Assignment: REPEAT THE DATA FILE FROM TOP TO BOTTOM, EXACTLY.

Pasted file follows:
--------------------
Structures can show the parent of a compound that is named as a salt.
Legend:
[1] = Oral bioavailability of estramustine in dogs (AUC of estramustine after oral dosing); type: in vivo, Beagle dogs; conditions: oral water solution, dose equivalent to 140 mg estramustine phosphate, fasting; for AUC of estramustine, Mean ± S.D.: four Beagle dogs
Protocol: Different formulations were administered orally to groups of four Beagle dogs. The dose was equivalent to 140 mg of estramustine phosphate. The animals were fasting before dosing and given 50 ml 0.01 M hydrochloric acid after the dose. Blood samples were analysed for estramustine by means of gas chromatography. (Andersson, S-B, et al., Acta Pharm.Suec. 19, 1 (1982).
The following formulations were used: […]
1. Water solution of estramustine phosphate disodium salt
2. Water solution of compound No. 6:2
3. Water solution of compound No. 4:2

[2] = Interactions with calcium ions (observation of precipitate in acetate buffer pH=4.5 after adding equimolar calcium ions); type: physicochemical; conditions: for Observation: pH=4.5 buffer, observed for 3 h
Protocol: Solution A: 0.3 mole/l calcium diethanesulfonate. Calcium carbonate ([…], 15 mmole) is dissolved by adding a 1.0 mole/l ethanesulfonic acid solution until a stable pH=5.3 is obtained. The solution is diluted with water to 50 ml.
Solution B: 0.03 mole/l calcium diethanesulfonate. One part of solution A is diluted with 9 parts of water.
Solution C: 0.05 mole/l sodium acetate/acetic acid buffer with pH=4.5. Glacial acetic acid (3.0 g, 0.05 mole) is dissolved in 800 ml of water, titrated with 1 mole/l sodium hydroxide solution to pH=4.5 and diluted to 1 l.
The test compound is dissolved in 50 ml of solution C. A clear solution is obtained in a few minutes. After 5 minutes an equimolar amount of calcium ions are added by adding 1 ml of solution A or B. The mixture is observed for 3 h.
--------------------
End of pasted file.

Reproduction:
Structures can show the parent of a compound that is named as a salt.
Legend:
[1] = Oral bioavailability of estramustine in dogs (AUC of estramustine after oral dosing); type: in vivo, Beagle dogs; conditions: oral water solution, dose equivalent to 140 mg estramustine phosphate, fasting; for AUC of estramustine, Mean ± S.D.: four Beagle dogs
Protocol: Different formulations were administered orally to groups of four Beagle dogs. The dose was equivalent to 140 mg of estramustine phosphate. The animals were fasting before dosing and given 50 ml 0.01 M hydrochloric acid after the dose. Blood samples were analysed for estramustine by means of gas chromatography. (Andersson, S-B, et al., Acta Pharm.Suec. 19, 1 (1982).
The following formulations were used: […]
1. Water solution of estramustine phosphate disodium salt
2. Water solution of compound No. 6:2
3. Water solution of compound No. 4:2

[2] = Interactions with calcium ions (observation of precipitate in acetate buffer pH=4.5 after adding equimolar calcium ions); type: physicochemical; conditions: for Observation: pH=4.5 buffer, observed for 3 h
Protocol: Solution A: 0.3 mole/l calcium diethanesulfonate. Calcium carbonate ([…], 15 mmole) is dissolved by adding a 1.0 mole/l ethanesulfonic acid solution until a stable pH=5.3 is obtained. The solution is diluted with water to 50 ml.
Solution B: 0.03 mole/l calcium diethanesulfonate. One part of solution A is diluted with 9 parts of water.
Solution C: 0.05 mole/l sodium acetate/acetic acid buffer with pH=4.5. Glacial acetic acid (3.0 g, 0.05 mole) is dissolved in 800 ml of water, titrated with 1 mole/l sodium hydroxide solution to pH=4.5 and diluted to 1 l.
The test compound is dissolved in 50 ml of solution C. A clear solution is obtained in a few minutes. After 5 minutes an equimolar amount of calcium ions are added by adding 1 ml of solution A or B. The mixture is observed for 3 h.